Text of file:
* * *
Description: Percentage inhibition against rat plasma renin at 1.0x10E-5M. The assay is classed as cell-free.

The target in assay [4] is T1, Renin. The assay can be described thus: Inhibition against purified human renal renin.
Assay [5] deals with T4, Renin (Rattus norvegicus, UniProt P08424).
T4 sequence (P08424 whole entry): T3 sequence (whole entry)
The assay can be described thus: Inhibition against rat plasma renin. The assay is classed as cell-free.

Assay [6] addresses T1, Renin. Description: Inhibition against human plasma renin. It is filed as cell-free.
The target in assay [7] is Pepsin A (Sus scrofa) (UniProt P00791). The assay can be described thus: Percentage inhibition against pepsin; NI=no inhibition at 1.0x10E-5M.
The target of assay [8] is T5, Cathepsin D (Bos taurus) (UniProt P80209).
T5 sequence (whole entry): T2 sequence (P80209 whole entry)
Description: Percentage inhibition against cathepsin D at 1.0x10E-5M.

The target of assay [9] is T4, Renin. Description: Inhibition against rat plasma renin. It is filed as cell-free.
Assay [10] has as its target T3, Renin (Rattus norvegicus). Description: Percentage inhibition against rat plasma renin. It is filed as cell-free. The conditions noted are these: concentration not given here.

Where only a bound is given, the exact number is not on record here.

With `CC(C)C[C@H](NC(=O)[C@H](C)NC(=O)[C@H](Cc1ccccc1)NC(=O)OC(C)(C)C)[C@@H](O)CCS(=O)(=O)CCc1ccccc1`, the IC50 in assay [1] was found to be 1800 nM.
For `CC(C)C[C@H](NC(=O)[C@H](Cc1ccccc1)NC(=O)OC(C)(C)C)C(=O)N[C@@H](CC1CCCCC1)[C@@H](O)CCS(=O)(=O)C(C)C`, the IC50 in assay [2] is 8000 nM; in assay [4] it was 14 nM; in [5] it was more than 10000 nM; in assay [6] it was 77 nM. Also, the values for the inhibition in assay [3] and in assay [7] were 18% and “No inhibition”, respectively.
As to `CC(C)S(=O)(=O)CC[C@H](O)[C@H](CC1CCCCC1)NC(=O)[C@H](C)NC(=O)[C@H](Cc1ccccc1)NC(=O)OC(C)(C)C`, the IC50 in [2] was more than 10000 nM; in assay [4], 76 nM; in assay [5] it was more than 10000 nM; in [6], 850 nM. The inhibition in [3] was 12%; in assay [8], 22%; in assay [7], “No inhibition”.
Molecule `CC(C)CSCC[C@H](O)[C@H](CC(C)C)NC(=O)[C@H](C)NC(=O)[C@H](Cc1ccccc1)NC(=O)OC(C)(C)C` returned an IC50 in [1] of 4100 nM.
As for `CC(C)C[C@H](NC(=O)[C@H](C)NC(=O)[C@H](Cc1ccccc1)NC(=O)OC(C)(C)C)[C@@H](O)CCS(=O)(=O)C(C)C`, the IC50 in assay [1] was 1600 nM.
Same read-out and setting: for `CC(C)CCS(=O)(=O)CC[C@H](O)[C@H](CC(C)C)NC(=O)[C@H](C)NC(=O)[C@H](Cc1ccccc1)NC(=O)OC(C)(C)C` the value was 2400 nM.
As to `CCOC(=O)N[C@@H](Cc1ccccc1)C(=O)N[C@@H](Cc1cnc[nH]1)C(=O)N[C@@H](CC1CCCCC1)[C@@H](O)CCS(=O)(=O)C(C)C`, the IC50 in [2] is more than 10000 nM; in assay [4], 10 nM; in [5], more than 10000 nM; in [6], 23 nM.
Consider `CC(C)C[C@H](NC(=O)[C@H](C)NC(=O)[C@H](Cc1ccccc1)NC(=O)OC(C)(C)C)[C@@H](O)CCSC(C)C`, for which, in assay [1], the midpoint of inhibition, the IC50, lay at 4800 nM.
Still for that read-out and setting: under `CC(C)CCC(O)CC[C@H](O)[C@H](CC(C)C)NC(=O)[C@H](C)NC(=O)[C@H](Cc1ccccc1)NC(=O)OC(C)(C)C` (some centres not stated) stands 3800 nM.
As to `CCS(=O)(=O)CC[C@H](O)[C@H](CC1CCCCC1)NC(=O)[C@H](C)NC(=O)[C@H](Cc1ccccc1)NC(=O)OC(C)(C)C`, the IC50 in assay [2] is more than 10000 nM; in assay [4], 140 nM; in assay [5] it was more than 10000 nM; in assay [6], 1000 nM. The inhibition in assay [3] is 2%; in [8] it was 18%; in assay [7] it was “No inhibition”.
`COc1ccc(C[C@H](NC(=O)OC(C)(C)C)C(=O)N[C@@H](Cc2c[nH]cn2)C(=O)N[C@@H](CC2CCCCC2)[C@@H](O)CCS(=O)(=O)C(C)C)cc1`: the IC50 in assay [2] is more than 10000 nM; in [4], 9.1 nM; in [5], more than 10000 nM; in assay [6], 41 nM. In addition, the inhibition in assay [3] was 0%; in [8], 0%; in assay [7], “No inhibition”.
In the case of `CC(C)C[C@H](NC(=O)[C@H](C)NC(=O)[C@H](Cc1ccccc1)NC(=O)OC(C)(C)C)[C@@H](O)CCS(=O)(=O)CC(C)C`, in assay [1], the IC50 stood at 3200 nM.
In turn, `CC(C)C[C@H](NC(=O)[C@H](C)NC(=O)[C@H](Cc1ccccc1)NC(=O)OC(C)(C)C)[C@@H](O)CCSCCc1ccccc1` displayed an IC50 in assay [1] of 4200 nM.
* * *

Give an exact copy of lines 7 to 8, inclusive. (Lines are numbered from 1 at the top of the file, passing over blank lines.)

The target in assay [7] is Pepsin A (Sus scrofa) (UniProt P00791). The assay can be described thus: Percentage inhibition against pepsin; NI=no inhibition at 1.0x10E-5M.
The target of assay [8] is T5, Cathepsin D (Bos taurus) (UniProt P80209).